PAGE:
UPDATE // July 19, 2020  Today, I'm announcing the cancellation of Mozart in Italia 250 due to COVID-19. The pandemic is a fo...

Mozart in Italia Project Celebrates 250th Anniversary of Mozart's Journey

UPDATE // July 19, 2020 

Today, I'm announcing the cancellation of Mozart in Italia 250 due to COVID-19. The pandemic is a formidable enemy. Current circumstances have reduced many of us to prioritize daily survival (financial, medical, etc.) over everything else in our lives and this new reality has impacted the trajectory of this project in terms of its anticipated scope and participation. 

Please note that the cancellation of this project does not effect the ongoing programming of the Associazione Mozart Italia and European Mozart Ways which is expected to continue. I hope that, one day soon, we'll be able to celebrate Mozart together again in a manner we all deserve. Thank you for your support and understanding during this difficult time. 



I'm honored to announce a new initiative, Mozart in Italia 250, in partnership with Associazione Mozart Italia (AMI) and European Mozart Ways (EMW). Since 1770 is such a significant year in the Mozart biography as it pertains to his travels to Italy, I wanted to create a way to bring recognition to this history through a shared experience while inspiring morale amidst the pandemic. Mozart in Italia 250 celebrates this anniversary and more broadly recognizes the composer's relationship with Italy that began 250 years ago and continues today.

The call of fandom is an approach I've used successfully in past projects, including those exhibited at the Mozarthaus Vienna. And this time, I'm asking Italian fans to share a celebratory photo or video from their home, garden, balcony, or any other location convenient for social distancing. And whether or not they live in a particular location Mozart visited in 1770, or during his three tours (1769-1773), this collective effort to capture the here and now will result in a "living map" or "living history" that's symbolic of his journey.

Last month, I presented the idea to my friend Greta Di Raimondo, Interim President of AMI Parma. She embraced the project with enthusiasm and immediately contacted AMI Founder Arnaldo Volani, whose support I also received that same day. Following their approval, I contacted my Salzburg colleague Gerhard Spitz, EMW Secretary General, who was keen to promote it through his organization's network representing all of the countries Mozart ever traversed.

While Mozart in Italia 250 focuses on Mozart and Italy, this project is intended for everyone because it is our shared heritage. Now through the August 1st deadline (and beyond!), we can join our Italian friends by following Mozart's 1770 travels through an interactive map, travel letters and other resources on European Mozart Ways. We can listen to the music Mozart composed during this time period. We can utilize and stay attuned to the #MozartInItalia250 hashtag across social media. And we can party like it's carnival season in Venice on the Facebook event page where we can share, interact and celebrate the journey together!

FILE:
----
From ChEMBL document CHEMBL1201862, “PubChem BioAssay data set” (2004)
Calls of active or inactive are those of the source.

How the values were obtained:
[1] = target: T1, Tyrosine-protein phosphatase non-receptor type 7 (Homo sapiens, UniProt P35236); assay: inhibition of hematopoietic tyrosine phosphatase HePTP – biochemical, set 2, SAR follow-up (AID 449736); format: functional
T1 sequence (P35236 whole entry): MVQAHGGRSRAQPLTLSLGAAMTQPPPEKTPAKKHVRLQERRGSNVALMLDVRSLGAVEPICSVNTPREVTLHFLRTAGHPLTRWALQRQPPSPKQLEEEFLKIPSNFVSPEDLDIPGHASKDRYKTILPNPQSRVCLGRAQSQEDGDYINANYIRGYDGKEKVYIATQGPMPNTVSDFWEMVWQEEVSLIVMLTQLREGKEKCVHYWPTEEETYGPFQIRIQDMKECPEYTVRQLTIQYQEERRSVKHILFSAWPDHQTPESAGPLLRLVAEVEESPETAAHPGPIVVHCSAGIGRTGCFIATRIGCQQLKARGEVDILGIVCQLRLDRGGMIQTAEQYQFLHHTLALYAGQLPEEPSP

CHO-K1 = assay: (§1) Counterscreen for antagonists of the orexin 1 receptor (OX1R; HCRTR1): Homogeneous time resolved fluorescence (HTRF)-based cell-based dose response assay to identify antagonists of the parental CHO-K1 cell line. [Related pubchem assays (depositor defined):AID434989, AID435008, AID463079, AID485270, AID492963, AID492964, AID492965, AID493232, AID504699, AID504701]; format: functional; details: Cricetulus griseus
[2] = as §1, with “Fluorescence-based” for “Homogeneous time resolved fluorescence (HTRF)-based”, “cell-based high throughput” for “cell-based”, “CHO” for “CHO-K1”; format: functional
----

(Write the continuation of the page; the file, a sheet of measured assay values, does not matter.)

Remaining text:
Greta studies at the Universit√† Iuav di Venezia and is a gifted filmmaker, so I asked if she'd be willing to weave a tapestry of the project's media submissions into a video. She has committed to the task, so we have much to look forward to in the culmination of this material through her work! To get an idea of Greta's passion and ability, watch her documentary from Mozartwoche 2017 (Mozart Week 2017) in collaboration with AMI and the Stiftung Mozarteum Salzburg.

This video will be a compliment to the other objectives previously mentioned. Mozart in Italia 250 aspires to reimagine Mozart's travels through crowdsourced media from Italian fans, build recognition for this history and heritage and elevate esprit de corps among audiences internationally. And all of this will be achieved through our ongoing web-based campaign powered by activity on the event page and respective partner pages (see the Facebook pages for AMI and EMW).

My December article, The Mozart Verona Portrait and the Question of Cultural Heritageabout the January auctioning of the 1770 Mozart portrait, in many ways prefaces this newly realized effort, but it was the pandemic's brutal toll on Italy that ultimately influenced the creation of Mozart in Italia 250 and its people-centric approach to acknowledging the anniversary and its milestone events, including:

January 1770 - The 13-year old Mozart is painted from life in what is now known as the Verona portrait, one of few authenticated portraits of the composer. 
July 1770 - Mozart is awarded the Order of the Golden Spur by Pope Clement XIV for transcribing Allegri's Miserere from memory upon hearing its performance in the Sistine Chapel in April.
October 1770 - After studying with Padre Martini, Mozart takes the entrance exam and is admitted into the prestigious Accademia Filarmonica di Bologna.
December 1770 -  The premiere of Mitridate, re di Ponto (Mithridates, King of Pontus) represents Mozart's debut in Milan and initiation into the world of Italian opera. It is a critical and popular success with 22 performances, the first three conducted by Mozart at the harpsichord. He receives two additional commissions.
Mozart in Italia 250 is a campaign that, during an extraordinary moment in our own history, pauses to celebrate that of another: the enduring artist who continues to bring us together in harmony, all around the world.



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